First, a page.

Richard Price is Head of Contemporary British Collections at the British Library. Richard’s The Owner of the Sea: Three Inuit Stories Retold is available here.

23 July 2021

The Paradoxes of Power: Photographic records and postwar nuclear testing

This blog by Timothy Peacock is part of a special Summer Scholars blog series highlighting the recent research scholars and creatives associated with the Eccles Centre, including those supported by the Centre’s awards, have undertaken across the Library’s Americas collections.

 

Nuclear cloud superimposed over the New York skyline
Figure 1: ‘Bomb vs Metropolis’ – a composite photograph comparing [the] initial height of Crossroads Baker mushroom cloud with New York buildings. Joint Task Force One. Operation Crossroads: The Official Pictorial Record. New York: Wm. H. Wise & Co. 1946 (British Library shelfmark W67/5211), p. 215.

 

75 years ago in July 1946, Operation Crossroads involved the first postwar nuclear weapons tests, at Bikini Atoll in the Pacific. These consisted of two Bombs, codenamed Able, which was dropped from an aircraft, and Baker, positioned underwater, both targeting a fleet of over 90 decommissioned US and captured WW2 ships.i Further examination of the British Library’s holdings, which include the Official Pictorial Report on Crossroads, highlights not only the destructive force of the weapons and their multiple impacts, but also the ‘power’ and paradoxes of the images themselves. Such paradoxes vary from the photography and ways in which images were used, to scientific planning being accompanied by choices based on luck rituals, to the wide range of what was tested beyond the ships themselves.


Figure 1 is a stark example, a composite near the end of the book which superimposes New York’s skyline onto the Crossroads Baker nuclear cloud, to give readers some frame of reference as to the potential scale of the blast. This image echoed contemporary practices of newspapers, which printed maps of US cities with circles on them to indicate potential radii of atomic destruction.ii Nevertheless, while generating contemporary interest, this is one of the images which has, ironically, not been nearly as widely circulated in subsequent years as those of the unobscured originals (including, for instance, Figure 2). These pictures, which showed the growth of the cloud itself, whether from closeup or afar, seem to have had an even more powerful impact and reusability, possibly by not being tied to any skyline or context, and the even greater psychological visual disparity they display, engulfing the tiny dots at their base which were full-sized battleships.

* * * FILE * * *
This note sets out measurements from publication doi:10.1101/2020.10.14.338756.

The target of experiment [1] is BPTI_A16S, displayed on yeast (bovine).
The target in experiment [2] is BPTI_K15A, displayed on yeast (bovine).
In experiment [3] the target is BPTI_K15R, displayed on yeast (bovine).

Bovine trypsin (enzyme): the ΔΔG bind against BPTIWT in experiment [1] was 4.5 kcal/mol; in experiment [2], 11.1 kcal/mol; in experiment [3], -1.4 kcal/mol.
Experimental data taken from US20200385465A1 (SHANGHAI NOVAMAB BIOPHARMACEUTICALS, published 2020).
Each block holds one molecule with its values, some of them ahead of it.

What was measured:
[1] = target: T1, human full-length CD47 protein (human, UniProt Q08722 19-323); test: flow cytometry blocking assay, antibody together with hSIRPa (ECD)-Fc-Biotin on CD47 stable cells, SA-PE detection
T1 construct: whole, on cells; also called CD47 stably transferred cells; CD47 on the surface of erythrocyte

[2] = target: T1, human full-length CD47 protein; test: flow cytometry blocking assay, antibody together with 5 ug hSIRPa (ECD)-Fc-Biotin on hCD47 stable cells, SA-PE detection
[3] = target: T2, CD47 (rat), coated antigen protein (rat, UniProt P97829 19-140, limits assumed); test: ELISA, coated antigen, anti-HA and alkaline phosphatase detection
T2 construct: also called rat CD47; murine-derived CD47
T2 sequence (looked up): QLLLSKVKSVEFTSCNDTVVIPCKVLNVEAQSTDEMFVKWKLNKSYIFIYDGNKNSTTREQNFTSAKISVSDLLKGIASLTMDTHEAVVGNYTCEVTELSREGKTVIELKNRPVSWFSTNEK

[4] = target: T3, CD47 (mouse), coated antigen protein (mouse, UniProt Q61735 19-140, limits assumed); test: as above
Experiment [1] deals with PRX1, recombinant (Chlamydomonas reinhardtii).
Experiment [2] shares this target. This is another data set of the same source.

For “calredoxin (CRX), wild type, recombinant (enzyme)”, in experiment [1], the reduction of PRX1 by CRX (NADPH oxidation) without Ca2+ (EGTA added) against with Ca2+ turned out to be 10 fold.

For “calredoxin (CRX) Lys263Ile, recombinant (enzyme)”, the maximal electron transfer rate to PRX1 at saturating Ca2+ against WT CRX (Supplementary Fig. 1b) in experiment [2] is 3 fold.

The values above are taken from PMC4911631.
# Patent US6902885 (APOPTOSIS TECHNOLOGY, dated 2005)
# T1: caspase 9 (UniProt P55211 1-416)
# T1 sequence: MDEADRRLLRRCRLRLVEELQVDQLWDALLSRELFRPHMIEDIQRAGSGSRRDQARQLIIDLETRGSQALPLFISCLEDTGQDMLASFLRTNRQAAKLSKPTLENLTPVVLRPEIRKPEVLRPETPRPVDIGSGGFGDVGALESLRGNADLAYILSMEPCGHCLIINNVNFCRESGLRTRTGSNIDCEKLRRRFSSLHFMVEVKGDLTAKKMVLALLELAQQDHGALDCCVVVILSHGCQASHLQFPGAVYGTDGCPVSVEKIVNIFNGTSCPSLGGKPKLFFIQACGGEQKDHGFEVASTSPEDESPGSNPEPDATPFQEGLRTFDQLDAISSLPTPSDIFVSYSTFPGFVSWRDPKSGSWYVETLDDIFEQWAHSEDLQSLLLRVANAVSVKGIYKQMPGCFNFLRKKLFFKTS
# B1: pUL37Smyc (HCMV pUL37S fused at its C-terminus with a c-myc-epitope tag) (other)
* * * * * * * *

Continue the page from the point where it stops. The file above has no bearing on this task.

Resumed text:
Nuclear mushroom cloud
Figure 2: Image at a distance of the Crossroads Baker cloud and ships at the base of the cloud. Joint Task Force One. Operation Crossroads: The Official Pictorial Record. New York: Wm. H. Wise & Co. 1946 (British Library shelfmark W67/5211), p. 199.

 

A significant paradox is that Crossroads was, at the time, one of the most photographed events in history, but many of the pictures were not made public. The Record itself is a mere 200 still images out of over 50,000 taken. Half the world’s film footage was used to capture the event, leading to shortages in Hollywood and film studios elsewhere for months. However, much footage remained (and remains) classified, some material only released in recent years. Those images which are available illustrate a fraction of the different perspectives and cameras used, including the self-referential pictures of the camera equipment itself. A further paradox is that only a few thousand televisions existed in the US in 1946, so many people would have experienced Crossroads either via the shared ritual of watching on newsreels in cinemas or through pictures in newspapers or in this Record.

 

Rows of recording equipment in front of an airplane.
Figure 3: A total “of [328] cameras used by the Army Air Forces” at Crossroads, not including the Navy cameras on “planes and on ships, or in fixed shore installations”. Joint Task Force One. Operation Crossroads: The Official Pictorial Record. New York: Wm. H. Wise & Co. 1946 (British Library shelfmark W67/5211), pp. 72-3.

 

While Crossroads involved highly scientific and rigorous planning, it is interesting to see the extent to which photos also captured human rituals of betting and chance and how these shaped parts of the exercise. However, these rituals either echoed previous responses to such scientific uncertainties or were considered fair methods of selection. In some cases, this involved decisions prior to Crossroads: the former German battleship Prinz Eugen, for example, pictured in the Report and one of the three non-US target vessels, had originally been awarded as a war prize to the US by drawing lots with the British and Soviets for other vessels.iii At Bikini Atoll, there were informal pools among military personnel and scientists (Figure 4), betting on such aspects as “how many ships would be sunk [by Crossroads], or as to the exact time” of bomb detonation for the air-dropped weapon. Similarly, while those few journalists documenting Crossroads Able from the air were selected by their peers (Figure 5) “the radio commentator was chosen by lot”. That these latter details and images are even contained in the Record shows something of them being regarded as significant in the ‘human’ stories behind the tests, while also reminiscent of the very first nuclear bomb test ‘Trinity’ a year earlier, when scientists took bets, including on whether they were going to set the atmosphere on fire!iv